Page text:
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September Swarm

September 8, 2010

A swarm in May is worth a load of hay,

A swarm in June is worth a silver spoon,

But a swarm in July isn’t worth a fly.

That’s how the old adage goes and it seems to work out to be true. The later in the season a hive swarms, the less likely it is to survive, because the bees do not have time to gather enough nectar and pollen to make it through the winter. That said, not “worth a fly” is a little severe.

I was chatting in the driveway and looked up through a gap in the foliage to see a pretty big swarm of bees in our neighbor’s oak tree. These neighbors are no strangers to swarms; they’ve had honey bees living in the attic of their house for an estimated 20 years, with the resulting smell of honey, the muted buzzing in the walls and, several times each summer, the flurry of excitement when the bees swarm. We successfully hived a swarm from an oak limb in the same yard, but it was on a much lower branch.

This one will be a challenge. The swarm is large, which is good for them. We have 10 deep supers of honey in a freezer that could help them make it through the winter. There is also the possibility of merging one of our weaker hives with these new bees, if we can capture them. The merger usually involves stacking a bee-filled deep super from one hive over the deep supers on the other hive, with a sheet or two of newspaper between them. In the time it takes the bees to eat through the paper, the new bees will have become acquainted with the scent of the bees below and they should be able to coexist. Only very rarely will two queens coexist in the same hive (usually when two colonies with separate entrances exist as very close neighbors), so it is important to make absolutely certain that one of the colonies is queenless. Queens battle to the death, and it is not uncommon for both queens to be killed, or one killed and the other wounded. Honeybees won’t keep a hobbled queen around and will immediately begin to try to super-cede her by raising a fresh young queen, leading to future swarming. Autumn doesn’t give the bees enough time to sort this out.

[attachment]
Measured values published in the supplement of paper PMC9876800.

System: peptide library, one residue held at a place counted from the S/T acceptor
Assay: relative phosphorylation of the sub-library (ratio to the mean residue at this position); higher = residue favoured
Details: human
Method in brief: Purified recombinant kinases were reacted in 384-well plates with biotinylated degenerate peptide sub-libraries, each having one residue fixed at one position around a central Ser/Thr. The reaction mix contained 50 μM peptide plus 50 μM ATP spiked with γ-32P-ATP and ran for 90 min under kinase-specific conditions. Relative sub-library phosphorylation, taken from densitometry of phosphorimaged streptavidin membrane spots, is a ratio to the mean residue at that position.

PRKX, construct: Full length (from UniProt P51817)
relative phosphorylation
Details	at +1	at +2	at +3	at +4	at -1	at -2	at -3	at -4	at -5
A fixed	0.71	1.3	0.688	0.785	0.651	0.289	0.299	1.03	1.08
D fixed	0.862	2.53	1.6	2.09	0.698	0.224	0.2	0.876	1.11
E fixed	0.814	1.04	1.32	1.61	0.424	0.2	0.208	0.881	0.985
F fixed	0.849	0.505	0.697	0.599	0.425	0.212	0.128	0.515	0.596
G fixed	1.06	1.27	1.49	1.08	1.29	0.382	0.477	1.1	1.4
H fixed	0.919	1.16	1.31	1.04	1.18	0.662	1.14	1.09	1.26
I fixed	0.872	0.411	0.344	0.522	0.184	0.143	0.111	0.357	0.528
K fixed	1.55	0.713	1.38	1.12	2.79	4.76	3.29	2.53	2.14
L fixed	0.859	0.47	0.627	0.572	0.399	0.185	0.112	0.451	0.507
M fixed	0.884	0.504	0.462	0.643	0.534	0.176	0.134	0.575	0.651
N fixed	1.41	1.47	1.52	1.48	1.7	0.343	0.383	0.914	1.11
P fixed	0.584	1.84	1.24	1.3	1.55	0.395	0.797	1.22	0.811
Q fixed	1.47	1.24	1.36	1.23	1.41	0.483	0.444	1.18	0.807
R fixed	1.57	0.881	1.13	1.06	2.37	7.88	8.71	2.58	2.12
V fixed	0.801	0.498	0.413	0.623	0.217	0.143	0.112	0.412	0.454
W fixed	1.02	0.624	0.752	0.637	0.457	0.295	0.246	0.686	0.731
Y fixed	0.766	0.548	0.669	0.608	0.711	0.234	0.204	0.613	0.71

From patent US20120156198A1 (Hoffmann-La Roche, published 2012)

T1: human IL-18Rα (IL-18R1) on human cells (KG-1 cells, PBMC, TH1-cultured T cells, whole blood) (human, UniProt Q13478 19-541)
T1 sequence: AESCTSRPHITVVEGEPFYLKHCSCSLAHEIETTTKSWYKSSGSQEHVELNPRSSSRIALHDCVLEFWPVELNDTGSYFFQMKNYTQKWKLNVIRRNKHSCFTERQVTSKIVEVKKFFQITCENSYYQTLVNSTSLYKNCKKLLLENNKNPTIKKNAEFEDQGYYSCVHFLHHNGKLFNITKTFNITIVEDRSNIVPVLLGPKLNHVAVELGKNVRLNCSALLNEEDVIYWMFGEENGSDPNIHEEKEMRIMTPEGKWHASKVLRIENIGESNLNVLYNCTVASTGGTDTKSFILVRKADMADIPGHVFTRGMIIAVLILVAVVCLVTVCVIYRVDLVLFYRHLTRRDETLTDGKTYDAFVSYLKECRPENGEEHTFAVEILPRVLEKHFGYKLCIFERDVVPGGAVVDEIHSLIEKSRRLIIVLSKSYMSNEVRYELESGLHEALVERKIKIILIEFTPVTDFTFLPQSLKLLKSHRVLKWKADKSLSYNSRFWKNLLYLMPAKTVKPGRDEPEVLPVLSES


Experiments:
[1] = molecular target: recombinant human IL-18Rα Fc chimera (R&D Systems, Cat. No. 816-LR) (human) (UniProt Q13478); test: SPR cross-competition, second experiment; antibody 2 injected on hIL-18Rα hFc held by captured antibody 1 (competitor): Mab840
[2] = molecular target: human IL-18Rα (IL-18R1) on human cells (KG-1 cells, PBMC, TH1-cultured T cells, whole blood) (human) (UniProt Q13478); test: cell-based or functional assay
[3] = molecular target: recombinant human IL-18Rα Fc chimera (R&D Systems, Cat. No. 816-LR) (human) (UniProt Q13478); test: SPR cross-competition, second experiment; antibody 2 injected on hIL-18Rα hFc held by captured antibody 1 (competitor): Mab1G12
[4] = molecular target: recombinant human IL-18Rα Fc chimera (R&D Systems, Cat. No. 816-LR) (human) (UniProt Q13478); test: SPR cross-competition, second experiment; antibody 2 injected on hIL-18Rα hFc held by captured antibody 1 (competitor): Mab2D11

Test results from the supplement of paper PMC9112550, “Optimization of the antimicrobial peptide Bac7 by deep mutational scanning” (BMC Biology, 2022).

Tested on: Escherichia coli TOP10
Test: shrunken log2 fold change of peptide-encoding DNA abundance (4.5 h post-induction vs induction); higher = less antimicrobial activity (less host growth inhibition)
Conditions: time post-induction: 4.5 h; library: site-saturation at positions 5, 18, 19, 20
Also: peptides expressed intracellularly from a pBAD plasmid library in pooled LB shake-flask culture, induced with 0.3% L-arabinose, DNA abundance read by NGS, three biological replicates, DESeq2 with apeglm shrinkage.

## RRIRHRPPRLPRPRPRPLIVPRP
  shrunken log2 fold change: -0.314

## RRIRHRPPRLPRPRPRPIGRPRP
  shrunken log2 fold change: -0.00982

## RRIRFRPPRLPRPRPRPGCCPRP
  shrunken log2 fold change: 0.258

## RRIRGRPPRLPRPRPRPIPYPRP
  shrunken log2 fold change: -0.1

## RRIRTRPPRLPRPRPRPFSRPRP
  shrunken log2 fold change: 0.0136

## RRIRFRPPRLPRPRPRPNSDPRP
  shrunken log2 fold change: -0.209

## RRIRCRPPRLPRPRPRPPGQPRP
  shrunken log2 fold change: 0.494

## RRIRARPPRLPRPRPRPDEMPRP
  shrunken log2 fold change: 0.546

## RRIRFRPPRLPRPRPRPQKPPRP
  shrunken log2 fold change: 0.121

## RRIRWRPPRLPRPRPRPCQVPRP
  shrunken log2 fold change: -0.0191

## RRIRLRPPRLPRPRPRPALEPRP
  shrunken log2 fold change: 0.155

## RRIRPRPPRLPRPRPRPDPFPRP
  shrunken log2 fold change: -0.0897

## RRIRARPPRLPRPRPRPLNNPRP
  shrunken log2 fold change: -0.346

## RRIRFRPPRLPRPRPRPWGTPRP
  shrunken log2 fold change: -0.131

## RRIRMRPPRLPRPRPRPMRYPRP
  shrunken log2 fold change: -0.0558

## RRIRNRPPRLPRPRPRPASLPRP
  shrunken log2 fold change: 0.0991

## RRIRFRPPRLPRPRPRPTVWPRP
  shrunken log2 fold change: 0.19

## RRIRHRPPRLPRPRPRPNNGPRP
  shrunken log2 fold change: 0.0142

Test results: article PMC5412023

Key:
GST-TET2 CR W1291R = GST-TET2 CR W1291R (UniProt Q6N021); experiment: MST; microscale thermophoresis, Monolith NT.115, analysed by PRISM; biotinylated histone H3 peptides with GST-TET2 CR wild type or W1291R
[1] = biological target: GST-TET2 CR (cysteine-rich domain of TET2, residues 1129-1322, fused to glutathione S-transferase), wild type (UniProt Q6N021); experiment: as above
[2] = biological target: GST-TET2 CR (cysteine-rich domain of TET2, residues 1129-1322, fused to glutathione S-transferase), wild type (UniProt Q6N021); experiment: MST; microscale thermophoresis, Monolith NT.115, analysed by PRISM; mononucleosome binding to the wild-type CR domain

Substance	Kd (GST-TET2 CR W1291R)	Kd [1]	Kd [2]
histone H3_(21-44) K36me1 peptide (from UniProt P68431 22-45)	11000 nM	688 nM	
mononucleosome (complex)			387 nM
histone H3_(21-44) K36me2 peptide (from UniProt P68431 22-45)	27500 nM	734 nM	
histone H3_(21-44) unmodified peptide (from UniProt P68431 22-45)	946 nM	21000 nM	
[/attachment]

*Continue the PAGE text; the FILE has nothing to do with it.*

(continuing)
I’m getting a little ahead of myself. I still have to catch the bees. I’ll set up a super that might interest them tonight, and see what the morning brings. It may be a 16-foot pole with a cardboard box attached to the end, which has worked several times in the past, or a very tall extension ladder, or some combination of the two. Or, if the scout bees have done their jobs well today, the swarm might high-tail it out of here at first light. In my experience, they usually wait until at least mid-morning. There remains a very slim chance that the bees will find my sweet super set up and willingly settle there of their own free will.

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